There is an unmistakeable irony to comedian and actor Oliver Twist choosing that name for himself. Unlike Dickens’ famed character, this Australian Twist does not, for a moment, ask for sympathy, even though his experiences as a child refugee were often abhorrent and harrowing.
In the hour-long one-person show Jali, writer and performer Twist charts his difficult journey from Rwanda to Ipswich, Queensland, not as a piece of overwrought melodrama, but with an exquisite, scintillating humour. To our “first-world” sensibilities, this is perhaps a surprising turn of events, having become used to stories of this nature being framed as a sort of “tragi-porn”, offering perverse catharsis for viewers who have done more in contributing to the hardship of asylum seekers, than actually helping them.
In Jali, we see a protagonist emerge victorious, in spite of the obstacles we put in his way. Twist’s writing alternates between a sublime sense of the poetic, and a disarming realism derived from his burgeoning career as a stand-up comic. As the show moves back and forth in time, we observe his personal growth over the years whilst gaining an understanding of trauma, and memories of traumatic events, as omnipresent forces that are carved into our beings, playing out their effects even when we are unconscious of their existence. Twist is on a joyful trajectory, but a bright future does not mean a forgotten past.
As a performer, Twist is full of charm and remarkably at ease with his audience. Consistently engaged and present, he holds our attention effortlessly, able to gain our trust from the outset. Bringing a reassuring warmth to his stories, we feel securely cradled as we bear witness to these first-hand accounts of information we usually obtain, reliably or otherwise, from a deteriorating news media. Jali, however, is rarely a dark experience. Twist is irrepressibly humorous, with wonderful timing and a deadpan approach that somehow manages to persuade us of an indomitable strength within the human spirit. It is, indeed, admirable when people can overcome adversities of this magnitude. But more importantly, these anecdotes teach us not only of our resilience, but that we need to prevent these horrors from occurring to anyone, anywhere.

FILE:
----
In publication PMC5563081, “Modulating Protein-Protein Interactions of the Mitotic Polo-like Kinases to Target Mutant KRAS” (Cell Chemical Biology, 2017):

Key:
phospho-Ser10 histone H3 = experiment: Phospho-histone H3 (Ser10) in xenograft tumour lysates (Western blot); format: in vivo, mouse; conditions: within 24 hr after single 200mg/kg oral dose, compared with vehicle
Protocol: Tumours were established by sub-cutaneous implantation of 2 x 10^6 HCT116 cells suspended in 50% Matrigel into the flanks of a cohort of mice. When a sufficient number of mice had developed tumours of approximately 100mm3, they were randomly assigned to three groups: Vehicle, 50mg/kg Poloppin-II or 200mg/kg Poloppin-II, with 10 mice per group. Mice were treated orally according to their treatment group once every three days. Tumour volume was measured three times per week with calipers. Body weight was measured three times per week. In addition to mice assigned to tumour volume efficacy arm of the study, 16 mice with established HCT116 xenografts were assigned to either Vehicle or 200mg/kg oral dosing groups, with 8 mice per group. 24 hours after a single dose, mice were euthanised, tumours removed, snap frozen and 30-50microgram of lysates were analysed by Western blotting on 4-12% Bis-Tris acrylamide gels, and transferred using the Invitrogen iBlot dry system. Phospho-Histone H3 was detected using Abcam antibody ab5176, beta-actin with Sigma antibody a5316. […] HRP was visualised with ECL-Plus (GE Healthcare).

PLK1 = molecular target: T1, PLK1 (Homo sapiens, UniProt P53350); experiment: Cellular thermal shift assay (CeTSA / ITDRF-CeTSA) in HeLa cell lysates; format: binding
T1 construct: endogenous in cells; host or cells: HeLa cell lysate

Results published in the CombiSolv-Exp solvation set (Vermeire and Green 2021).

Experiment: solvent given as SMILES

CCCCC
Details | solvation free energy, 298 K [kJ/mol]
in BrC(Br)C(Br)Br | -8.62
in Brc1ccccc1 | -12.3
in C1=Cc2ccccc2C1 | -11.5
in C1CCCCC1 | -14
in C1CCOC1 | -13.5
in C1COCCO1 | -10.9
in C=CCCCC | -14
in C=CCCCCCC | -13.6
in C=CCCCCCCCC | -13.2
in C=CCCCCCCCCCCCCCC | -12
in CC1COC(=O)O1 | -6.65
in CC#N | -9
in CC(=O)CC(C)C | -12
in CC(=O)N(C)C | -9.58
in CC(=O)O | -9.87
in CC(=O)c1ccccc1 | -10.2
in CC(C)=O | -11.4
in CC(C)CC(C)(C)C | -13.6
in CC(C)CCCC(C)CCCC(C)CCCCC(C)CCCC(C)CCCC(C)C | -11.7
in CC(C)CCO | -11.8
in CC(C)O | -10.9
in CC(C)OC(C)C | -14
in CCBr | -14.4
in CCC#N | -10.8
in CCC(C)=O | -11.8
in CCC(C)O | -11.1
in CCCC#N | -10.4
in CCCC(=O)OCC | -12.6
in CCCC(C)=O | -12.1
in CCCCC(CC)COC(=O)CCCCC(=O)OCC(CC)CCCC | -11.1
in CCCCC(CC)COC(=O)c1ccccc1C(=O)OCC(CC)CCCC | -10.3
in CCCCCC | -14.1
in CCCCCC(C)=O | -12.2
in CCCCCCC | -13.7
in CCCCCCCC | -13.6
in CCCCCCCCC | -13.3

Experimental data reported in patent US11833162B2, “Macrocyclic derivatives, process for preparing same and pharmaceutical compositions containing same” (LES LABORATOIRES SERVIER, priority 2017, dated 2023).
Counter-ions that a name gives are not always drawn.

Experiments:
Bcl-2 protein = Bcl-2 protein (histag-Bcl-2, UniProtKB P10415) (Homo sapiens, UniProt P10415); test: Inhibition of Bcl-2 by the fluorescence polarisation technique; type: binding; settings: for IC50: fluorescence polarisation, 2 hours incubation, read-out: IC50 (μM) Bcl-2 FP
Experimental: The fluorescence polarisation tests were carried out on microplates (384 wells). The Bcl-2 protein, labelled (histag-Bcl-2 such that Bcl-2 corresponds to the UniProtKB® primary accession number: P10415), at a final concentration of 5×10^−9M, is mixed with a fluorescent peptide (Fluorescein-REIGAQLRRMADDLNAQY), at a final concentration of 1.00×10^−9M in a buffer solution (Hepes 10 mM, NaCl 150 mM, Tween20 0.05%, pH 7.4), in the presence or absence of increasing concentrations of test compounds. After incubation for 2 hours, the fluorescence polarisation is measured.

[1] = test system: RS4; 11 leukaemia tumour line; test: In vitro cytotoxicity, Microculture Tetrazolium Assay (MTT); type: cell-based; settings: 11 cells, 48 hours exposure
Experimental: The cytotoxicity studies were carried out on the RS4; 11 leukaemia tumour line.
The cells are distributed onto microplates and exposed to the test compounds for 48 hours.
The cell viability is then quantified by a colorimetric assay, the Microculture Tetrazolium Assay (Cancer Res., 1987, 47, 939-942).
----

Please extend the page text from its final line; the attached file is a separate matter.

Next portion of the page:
Erin Taylor’s direction capitalises on Twist’s formidable likeability. She ensures that we perceive vulnerability without any need for humiliation, and showcases her subject’s vital optimism in a manner that proves irresistible. Taylor offers up a vision of a new Australia, or maybe an ever-changing Australia, that we all feel invested in, and that we want to do better for. Production and lighting design are gently harnessed by Kelsey Lee, enhancing the show’s intimate qualities. There is a quietness to the atmosphere that emphasises the gravity, and that simultaneously allows the performer’s natural vibrancy to shine. In a similarly sensitive fashion, Chrysoulla Markoulli’s precise, measured music helps punctuate both the comedy and the drama whilst assisting our imaginations to travel the continents along with our storyteller.
Twist reminds us that all the borders that we build can be thought of as arbitrary. No human is born to be separate from earth, yet decisions have been made to deprive individuals of access to infinite spaces in the belief that certain lands belong to certain people, and that some are simply to do without. In truth, we can only think of ourselves as custodians of places, and to think that we own anything, that the earth is not entirely autonomous, is pure arrogance. There is something in us that wishes to hoard, and in the process cause dispossession to other people. Some might argue that that is our nature. If that is, indeed, the case, it might be worthwhile learning to act against our nature, if we truly care about discerning right from wrong. Jali is our wake up call.